Before I object to anything regarding 5- or 6-inch refractors, let me first say that they are a reasonable choice for city dwellers. A 16-inch Dob is also huge and almost impossible to transport in ordinary passenger cars.
The idea that a small refractor outperforms a much larger Newtonian (Dob) or SCT on planets is myth, and it has been thoroughly debunked in Sky&Telescope, and also in side-by-side comparisions with my own eye. Still, it is a myth based partly on facts. Advantages for the refractor:
1) The refractor is (nearly) always in perfect collimation. Newts and SCTs need frequent attention in this regard, and failure to collimate perfectly degrades high-magnification images a lot.
2) The refractor reaches thermal equilibrium quickly. A 16-inch Dob takes forever, unless you install fans to help (and S&T published a wonderful article on how to do this a couple of years ago). My 12.5-inch Dob had horrible thermal problems before I put in a fan.
3) Because the larger scope has higher resolution, it will show turbulence that a small refractor fails to resolve. So, it may seem to give images that dance more once it has reached equilibrium, but only because it is capable of showing smaller flaws in the image!
4) The central obstruction of Newts and SCTs is often cited as a reason that refractors are superior. And refractors are, in fact, superior in planetary imaging AT THE SAME APERTURE. However, even though the central obstruction scatters more light outside the central circle of the diffraction pattern, the larger scope has a smaller central circle, offsetting the disadvantage. The end result is that a perfect 5-inch refractor roughly matches a perfect 8-inch SCT on planetary work. A larger SCT (or Dob) outperforms the refractor, assuming perfect collimation and thermal equilibrium. This 5-inch = 8-inch figure has been published by S&T and it matches my own observations.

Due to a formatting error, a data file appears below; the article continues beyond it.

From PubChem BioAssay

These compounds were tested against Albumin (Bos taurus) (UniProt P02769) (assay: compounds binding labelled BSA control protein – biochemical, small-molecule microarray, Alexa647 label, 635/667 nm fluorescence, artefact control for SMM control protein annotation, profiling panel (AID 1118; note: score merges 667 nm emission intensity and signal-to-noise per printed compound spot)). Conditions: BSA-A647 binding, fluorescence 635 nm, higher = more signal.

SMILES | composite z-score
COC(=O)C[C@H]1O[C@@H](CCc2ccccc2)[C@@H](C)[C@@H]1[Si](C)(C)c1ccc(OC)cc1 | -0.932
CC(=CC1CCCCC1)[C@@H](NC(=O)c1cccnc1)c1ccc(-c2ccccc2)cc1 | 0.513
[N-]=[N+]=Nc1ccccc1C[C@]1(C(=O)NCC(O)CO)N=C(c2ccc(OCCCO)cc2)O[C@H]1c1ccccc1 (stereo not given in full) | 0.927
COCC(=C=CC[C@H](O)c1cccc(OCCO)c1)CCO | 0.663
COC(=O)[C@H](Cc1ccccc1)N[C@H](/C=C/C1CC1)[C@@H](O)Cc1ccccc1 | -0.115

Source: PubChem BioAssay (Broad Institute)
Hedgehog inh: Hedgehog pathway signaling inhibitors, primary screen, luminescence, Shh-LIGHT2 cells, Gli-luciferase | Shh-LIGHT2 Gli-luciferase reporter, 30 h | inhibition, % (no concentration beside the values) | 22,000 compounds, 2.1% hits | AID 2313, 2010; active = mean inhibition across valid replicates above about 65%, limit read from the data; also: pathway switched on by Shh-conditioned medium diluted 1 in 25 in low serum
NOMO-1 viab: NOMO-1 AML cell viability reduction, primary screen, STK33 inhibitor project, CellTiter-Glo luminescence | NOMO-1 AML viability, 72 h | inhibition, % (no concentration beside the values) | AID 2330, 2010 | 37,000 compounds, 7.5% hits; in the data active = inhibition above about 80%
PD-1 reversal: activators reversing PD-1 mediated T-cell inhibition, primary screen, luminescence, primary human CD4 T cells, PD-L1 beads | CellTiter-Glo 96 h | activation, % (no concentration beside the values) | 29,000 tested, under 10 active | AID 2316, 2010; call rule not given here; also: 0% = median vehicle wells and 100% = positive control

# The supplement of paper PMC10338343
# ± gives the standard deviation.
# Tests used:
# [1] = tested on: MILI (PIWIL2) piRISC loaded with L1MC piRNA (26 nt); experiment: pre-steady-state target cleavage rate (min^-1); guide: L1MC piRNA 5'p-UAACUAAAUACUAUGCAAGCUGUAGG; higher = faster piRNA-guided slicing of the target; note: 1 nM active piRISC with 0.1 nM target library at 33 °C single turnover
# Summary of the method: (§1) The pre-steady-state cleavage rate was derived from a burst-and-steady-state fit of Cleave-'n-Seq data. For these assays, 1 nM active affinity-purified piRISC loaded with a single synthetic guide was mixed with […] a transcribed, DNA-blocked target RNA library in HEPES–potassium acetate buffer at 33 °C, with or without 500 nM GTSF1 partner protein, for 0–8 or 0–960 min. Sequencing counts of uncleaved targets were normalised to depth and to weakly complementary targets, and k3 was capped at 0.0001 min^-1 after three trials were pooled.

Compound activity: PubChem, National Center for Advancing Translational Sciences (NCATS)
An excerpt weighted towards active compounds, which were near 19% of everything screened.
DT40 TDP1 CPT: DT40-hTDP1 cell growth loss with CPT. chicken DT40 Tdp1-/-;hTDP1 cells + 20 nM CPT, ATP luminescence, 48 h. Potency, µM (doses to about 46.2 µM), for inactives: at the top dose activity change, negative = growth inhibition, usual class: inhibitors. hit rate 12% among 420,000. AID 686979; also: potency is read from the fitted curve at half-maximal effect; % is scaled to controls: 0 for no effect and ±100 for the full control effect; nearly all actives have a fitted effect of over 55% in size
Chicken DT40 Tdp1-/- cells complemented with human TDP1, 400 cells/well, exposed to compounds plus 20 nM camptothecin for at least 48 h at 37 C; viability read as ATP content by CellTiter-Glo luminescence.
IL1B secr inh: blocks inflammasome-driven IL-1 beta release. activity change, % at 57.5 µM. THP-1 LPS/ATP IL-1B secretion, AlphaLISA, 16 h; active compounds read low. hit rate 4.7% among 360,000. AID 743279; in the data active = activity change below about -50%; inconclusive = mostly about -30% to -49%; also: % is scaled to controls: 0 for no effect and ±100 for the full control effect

Or ask yourself this: since you can make an off-axis mask to convert the 16-inch into an unobstructed 5-inch, how can the 5-inch possibly be superior?
Still, I think that one of the refractors you are considering, or an 8-inch SCT, is a good choice for a city dweller. And don’t discount the value of motor drives, especially at high power. Since I bought my 10-inch SCT, I have not used my 12.5-inch Dob even once. The convenience of automatic tracking more than makes up for the aperture difference in this case. And you will enjoy the permanent collimation and slightly more rapid thermal equilibrium of the refractor.